A Review of Clinical Outcomes for Gait and Other Variables in the Surgical Treatment of Idiopathic Normal Pressure Hydrocephalus
Version of Record online: 18 FEB 2016
2016 International Parkinson and Movement Disorder Society
Shaw, R., Mahant, N., Jacobson, E. and Owler, B. (2016), A Review of Clinical Outcomes for Gait and Other Variables in the Surgical Treatment of Idiopathic Normal Pressure Hydrocephalus. Movmnt Disords Clncl Practice. doi: 10.1002/mdc3.12335
- normal pressure hydrocephalus;
Idiopathic normal pressure hydrocephalus (INPH) is a treatable cause of gait disturbance, cognitive impairment, and urinary incontinence. This clinical triad of symptoms occurs in association with ventriculomegaly and normal cerebrospinal fluid (CSF) pressure. Although the treatment outcomes after CSF shunting for INPH have improved significantly since its first description in 1965, shortcomings in our understanding still remain. Not all INPH patients exhibit clinical improvement after shunting, and it is challenging to identify patients who are more likely to benefit from shunting.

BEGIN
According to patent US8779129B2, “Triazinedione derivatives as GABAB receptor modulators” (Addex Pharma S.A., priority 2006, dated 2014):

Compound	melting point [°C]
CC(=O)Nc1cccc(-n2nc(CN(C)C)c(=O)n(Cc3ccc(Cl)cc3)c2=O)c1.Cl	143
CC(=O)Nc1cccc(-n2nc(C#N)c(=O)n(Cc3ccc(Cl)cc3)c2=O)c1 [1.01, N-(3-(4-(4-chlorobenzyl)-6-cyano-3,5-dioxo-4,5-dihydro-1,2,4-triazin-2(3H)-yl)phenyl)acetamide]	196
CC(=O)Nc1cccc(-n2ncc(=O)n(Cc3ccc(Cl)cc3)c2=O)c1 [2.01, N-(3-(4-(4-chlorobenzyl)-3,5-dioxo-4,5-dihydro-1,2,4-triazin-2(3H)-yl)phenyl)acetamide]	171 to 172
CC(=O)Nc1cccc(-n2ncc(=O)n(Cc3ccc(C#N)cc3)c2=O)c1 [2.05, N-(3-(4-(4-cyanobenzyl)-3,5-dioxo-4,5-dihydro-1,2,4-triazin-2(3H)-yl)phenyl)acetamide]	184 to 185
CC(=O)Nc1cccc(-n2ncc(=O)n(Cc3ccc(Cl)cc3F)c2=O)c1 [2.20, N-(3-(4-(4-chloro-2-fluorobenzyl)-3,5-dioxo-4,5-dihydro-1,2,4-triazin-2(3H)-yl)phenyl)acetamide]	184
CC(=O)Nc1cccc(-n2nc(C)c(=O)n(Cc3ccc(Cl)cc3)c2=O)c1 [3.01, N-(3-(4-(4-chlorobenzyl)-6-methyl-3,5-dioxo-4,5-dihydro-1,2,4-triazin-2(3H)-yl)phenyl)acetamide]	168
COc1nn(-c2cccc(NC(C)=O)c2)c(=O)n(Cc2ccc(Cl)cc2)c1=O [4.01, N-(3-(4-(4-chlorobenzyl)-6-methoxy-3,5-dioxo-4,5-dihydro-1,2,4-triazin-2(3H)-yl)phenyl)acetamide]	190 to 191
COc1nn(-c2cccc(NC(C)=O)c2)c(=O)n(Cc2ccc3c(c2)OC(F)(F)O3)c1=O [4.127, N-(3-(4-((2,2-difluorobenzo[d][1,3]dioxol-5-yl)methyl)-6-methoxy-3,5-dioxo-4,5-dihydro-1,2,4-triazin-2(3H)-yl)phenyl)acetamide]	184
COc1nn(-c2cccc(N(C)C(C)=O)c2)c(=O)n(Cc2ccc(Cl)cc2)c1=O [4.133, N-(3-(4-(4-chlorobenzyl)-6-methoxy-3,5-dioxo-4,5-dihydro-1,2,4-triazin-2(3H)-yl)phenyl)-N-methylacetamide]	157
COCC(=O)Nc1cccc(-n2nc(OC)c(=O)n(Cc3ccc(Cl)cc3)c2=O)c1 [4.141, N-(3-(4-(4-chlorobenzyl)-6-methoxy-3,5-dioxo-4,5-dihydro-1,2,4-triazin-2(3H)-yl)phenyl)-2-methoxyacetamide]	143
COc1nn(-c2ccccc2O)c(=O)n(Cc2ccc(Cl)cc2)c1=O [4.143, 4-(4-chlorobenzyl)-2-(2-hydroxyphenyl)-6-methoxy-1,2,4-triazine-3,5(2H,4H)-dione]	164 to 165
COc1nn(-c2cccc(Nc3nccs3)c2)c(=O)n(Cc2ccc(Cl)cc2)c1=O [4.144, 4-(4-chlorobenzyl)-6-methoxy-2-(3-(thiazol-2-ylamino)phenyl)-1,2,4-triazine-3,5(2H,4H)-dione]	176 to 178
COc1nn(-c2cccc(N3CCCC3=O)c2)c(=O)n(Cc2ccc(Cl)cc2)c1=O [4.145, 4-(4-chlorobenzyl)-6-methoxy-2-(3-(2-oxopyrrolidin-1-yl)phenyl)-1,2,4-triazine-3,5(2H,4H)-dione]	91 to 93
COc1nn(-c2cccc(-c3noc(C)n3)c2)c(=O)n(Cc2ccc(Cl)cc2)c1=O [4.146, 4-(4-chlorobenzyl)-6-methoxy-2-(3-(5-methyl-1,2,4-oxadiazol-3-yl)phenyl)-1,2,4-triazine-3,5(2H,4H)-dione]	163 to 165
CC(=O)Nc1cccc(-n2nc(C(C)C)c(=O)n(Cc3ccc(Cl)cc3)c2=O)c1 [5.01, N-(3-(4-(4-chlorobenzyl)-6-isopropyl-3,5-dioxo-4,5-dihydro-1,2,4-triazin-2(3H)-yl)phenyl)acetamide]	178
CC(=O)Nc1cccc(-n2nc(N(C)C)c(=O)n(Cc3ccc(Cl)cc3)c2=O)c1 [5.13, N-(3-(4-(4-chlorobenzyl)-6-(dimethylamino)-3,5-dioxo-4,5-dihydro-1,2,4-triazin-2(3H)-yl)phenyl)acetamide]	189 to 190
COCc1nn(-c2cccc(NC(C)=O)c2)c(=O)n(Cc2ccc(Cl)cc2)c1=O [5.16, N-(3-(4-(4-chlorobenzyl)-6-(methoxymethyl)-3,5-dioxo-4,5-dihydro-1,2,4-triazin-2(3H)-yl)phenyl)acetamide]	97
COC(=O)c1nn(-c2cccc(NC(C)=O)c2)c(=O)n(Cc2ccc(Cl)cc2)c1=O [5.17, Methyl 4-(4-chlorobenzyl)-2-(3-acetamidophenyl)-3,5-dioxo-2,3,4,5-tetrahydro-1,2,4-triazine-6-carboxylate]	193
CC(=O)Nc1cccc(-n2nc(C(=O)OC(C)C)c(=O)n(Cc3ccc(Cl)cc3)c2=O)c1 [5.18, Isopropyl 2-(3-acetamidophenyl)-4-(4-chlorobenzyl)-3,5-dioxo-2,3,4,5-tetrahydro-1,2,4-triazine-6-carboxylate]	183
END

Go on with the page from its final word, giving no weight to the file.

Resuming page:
The Cochrane Library, Medline, Embase, and PubMed databases were searched for English-language publications between 1965 and October 2015. Reference lists of publications were also manually searched for additional publications.
The findings of this review indicate that, despite efforts to improve patient selection, the degree of clinical improvement after shunting continues to demonstrate significant variability both within and between studies. These discrepancies in treatment outcomes are the result of controversies in 3 distinct but interrelated domains: the underlying pathophysiology of INPH, the diagnosis of INPH, and the identification of likely shunt-responders.
This review focuses on these 3 areas and their relation to surgical treatment outcomes. Despite the limitations of published outcome studies and limitations in our understanding of INPH pathophysiology, shunting is a safe and effective means of achieving meaningful clinical improvement in most patients with INPH.